Today, about 800,000 people in the U.S. rely on implanted defibrillators to protect them from potentially fatal cardiac arrhythmias. They might not know that Michel Mirowski, the inventor of the lifesaving devices, barely escaped the Holocaust with his own life.
While his name is now associated at the Johns Hopkins Heart and Vascular Institute with a professorship, lectureship, award and fellowship, his influence in cardiology is recognized worldwide.
Mirowski was born in Warsaw, Poland. The Nazis invaded in 1939, imprisoning him and his family and others. At 15 years old, Mirowski escaped the Warsaw ghetto and fled to the Soviet-occupied region of Poland. Daughter Ariella Rosengard shares that her grandfather’s last words to his son expressed hope that he become a physician.
When Mirowski returned to Warsaw at the war’s end, he learned that his family had been killed, including his 8-year-old brother. He honored his father’s wish and enrolled in medical school in Lyon, France, where he met his wife, Anna.
The two moved to Israel for Mirowski’s medical residency. There, says Rosengard, he met Harry Heller, chief of medicine at Tel HaShomer Hospital, who became his mentor. At one point Heller recommended that Mirowski complete a fellowship with Helen Taussig, a pioneer in pediatric cardiology at The Johns Hopkins Hospital, which he did.
Mirowski returned to Israel from Baltimore in the early 1960s. Soon thereafter Heller began suffering from ventricular arrhythmias. Unfortunately, Heller chose not to use an external defibrillator, resisting the inherent limitations of being hooked to the machine and remaining in a hospital interminably. He soon succumbed to ventricular fibrillation.
The death of his key friend and mentor prompted Mirowski to search for another treatment option for patients like Heller. He began to conceive of how to miniaturize the external defibrillator and make it completely automatic, thus permitting patients to survive outside a hospital. Unable to find support for his invention in Israel, he returned to Baltimore.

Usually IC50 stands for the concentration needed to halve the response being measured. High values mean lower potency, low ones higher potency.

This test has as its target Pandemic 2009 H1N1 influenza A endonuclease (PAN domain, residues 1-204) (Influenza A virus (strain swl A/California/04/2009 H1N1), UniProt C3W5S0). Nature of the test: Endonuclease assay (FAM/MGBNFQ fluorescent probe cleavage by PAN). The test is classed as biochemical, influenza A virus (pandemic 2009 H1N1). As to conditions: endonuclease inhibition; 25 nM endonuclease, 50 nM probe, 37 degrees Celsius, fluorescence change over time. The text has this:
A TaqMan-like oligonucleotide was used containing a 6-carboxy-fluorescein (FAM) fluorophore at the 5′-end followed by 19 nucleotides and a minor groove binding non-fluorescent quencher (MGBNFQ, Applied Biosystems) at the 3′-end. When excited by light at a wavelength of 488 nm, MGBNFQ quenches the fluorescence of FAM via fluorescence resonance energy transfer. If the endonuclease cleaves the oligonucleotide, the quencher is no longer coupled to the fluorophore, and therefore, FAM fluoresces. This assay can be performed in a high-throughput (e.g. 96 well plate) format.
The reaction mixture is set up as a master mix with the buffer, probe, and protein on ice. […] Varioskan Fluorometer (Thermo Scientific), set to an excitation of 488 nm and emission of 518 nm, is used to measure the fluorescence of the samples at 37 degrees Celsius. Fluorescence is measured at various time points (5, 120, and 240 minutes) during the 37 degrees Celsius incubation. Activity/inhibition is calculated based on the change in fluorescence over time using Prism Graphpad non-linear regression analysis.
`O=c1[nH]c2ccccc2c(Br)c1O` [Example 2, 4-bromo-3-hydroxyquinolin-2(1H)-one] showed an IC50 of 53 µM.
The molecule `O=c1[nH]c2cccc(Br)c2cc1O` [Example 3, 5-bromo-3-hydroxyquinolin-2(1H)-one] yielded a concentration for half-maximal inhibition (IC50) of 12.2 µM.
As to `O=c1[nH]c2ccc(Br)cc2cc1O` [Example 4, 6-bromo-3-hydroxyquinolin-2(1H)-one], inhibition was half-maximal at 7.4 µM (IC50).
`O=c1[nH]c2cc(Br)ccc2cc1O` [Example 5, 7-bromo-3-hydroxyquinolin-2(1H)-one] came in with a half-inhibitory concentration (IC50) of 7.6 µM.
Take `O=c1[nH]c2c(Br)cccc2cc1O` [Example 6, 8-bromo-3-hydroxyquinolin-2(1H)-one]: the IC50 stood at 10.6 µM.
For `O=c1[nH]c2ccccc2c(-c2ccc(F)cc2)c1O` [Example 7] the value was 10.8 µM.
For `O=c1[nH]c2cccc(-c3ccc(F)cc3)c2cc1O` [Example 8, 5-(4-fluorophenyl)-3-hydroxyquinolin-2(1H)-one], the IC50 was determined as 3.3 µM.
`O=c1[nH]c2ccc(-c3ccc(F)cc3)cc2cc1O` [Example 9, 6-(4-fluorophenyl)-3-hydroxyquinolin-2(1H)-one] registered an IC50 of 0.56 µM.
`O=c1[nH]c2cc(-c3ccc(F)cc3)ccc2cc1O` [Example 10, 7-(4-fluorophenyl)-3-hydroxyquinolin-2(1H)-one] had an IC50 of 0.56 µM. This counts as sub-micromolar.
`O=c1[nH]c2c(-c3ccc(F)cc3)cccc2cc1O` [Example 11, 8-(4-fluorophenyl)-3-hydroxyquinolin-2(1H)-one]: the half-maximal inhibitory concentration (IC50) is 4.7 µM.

In 1968, Mirowski became the first director of the coronary care unit at Sinai Hospital of Baltimore. He devoted great effort and nearly two decades to developing his invention. “He was lucky to have my mother by his side because I am not sure he could have developed the implantable defibrillator without her. She always cheered him on and encouraged him,” says Rosengard.
Bringing the implantable cardioverter defibrillator to patients was not easy. Funding was only part of the problem. Convincing the cardiology community was even harder; manuscripts were routinely rejected by specialists in the field, and experts scoffed at the idea. But eventually, Mirowski found financial support and a close team to help him, including Morton Mower, Alois Langer and Steven Heilman, all of whom were named to the National Inventors Hall of Fame in 2002.
Prior to Mirowski’s death in 1990, he was able to see his device implanted in thousands of people, many of whom thanked him for saving their lives.
To honor her husband’s contributions to cardiology, Anna Mirowski established the Michel Mirowski, M.D. Professorship in Cardiology in 1998, as well as the annual Michel Mirowski M.D. Lectureship in Cardiology, which will be held on Dec. 7, 2018.
The Mirowskis’ daughters, all physicians, established the Michel Mirowski, M.D. Discovery Award in honor of their parents, to support a physician-scientist doing early research in the specialty.
“This is the best way to keep our parents’ memory alive,” says Rosengard. “It honors our father’s mission of bringing a novel idea to the patients and recognizes our mother’s invaluable support.”
“The Mirowskis’ legacy of personal, professional and philanthropic contributions to the Heart and Vascular Institute cannot be overstated,” says Ronald Berger, interim director of the Division of Cardiology at Johns Hopkins. “Their collective commitments continue to encourage the kind of innovation in cardiology for which Dr. Mirowski was so well-known.”